Powered conveyors are frequently involved in accidents, so adequate safeguarding is essential for ensuring conveyor safety.Procter Machine Guarding has published a free White Paper, Conveyor Guarding – Safeguarding the hazards presented by conveyors, that discusses conveyor hazards, the regulations and standards relating to conveyor guarding, and the best approaches for adequately and cost-effectively ensuring conveyor safety without adversely affecting productivity.
Powered conveyors are highly efficient for transferring discrete items or bulk solids from one location to another, so are prevalent in most industries. Nevertheless, despite their apparent simplicity, conveyors account for a large number of injuries to workers, sometimes with fatal consequences. Many of these conveyor accidents occur during normal operations such as production activities, clearing of blockages, cleaning and maintenance. Typical injuries sustained are severe crush injuries, soft tissue damage, broken bones, severed fingers and severed limbs.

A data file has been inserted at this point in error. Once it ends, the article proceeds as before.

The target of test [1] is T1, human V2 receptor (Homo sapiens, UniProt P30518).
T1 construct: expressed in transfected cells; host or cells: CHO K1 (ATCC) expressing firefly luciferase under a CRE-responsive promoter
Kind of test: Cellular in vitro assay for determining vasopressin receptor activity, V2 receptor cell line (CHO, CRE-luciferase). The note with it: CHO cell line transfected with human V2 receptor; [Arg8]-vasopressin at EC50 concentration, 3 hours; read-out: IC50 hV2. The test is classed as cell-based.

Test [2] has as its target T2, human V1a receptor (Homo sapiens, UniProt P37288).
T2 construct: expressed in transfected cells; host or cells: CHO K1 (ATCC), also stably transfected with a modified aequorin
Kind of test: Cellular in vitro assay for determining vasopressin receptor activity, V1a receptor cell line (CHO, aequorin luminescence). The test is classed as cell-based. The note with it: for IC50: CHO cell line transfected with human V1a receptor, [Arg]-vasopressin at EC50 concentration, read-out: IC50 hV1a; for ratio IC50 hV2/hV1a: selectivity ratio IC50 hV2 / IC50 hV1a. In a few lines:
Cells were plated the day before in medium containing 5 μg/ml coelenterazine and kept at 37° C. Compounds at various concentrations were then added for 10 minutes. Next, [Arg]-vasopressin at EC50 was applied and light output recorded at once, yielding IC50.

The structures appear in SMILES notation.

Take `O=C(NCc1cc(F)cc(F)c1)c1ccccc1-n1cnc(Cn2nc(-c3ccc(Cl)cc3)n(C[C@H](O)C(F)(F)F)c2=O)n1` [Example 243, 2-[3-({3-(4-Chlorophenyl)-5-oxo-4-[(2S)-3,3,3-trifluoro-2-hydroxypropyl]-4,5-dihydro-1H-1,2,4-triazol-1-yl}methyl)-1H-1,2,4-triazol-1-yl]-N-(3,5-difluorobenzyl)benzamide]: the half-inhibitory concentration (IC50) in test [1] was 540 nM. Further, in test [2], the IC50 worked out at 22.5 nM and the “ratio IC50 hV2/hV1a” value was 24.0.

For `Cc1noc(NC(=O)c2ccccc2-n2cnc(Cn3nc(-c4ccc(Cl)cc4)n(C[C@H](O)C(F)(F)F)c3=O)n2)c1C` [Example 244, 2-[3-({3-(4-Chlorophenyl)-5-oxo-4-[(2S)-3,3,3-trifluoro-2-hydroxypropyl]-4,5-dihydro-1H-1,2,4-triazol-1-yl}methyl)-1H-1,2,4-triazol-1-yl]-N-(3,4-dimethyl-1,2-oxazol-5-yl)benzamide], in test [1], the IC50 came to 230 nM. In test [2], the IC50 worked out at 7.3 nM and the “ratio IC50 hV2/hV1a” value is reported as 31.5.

Procter’s new free White Paper, Conveyor Guarding – Safeguarding the hazards presented by conveyors, gives examples of recent conveyor-related accidents and subsequent prosecutions by the HSE (Health and Safety Executive). The White Paper then outlines relevant machine safety regulations, standards and published guidance, and explains the need for formalised risk assessments and the complex subject of CE marking.
In the next section of the White Paper there is a discussion of conveyor hazards and safeguards, with information and suggestions for software-based machinery safety calculators that can help engineers design or specify suitable guarding. Readers are also reminded that there may be requirements relating to control systems if the conveyor is operating in conjunction with an adjoining machine, typically as an infeed or outfeed conveyor.
Two further sections in the White Paper discuss the importance of maintaining productivity when installing new conveyor safeguards, and how to guard conveyors as cost-effectively as possible without compromising either productivity or conveyor safety. In the conclusion, there are references to additional measures that may be necessary, such as safe working practices should it be necessary to remove fixed guarding to conduct maintenance operations.
Copies of the new White Paper, Conveyor Guarding – Safeguarding the hazards presented by conveyors, can be downloaded from the Free Machine Safety Guides section of the website.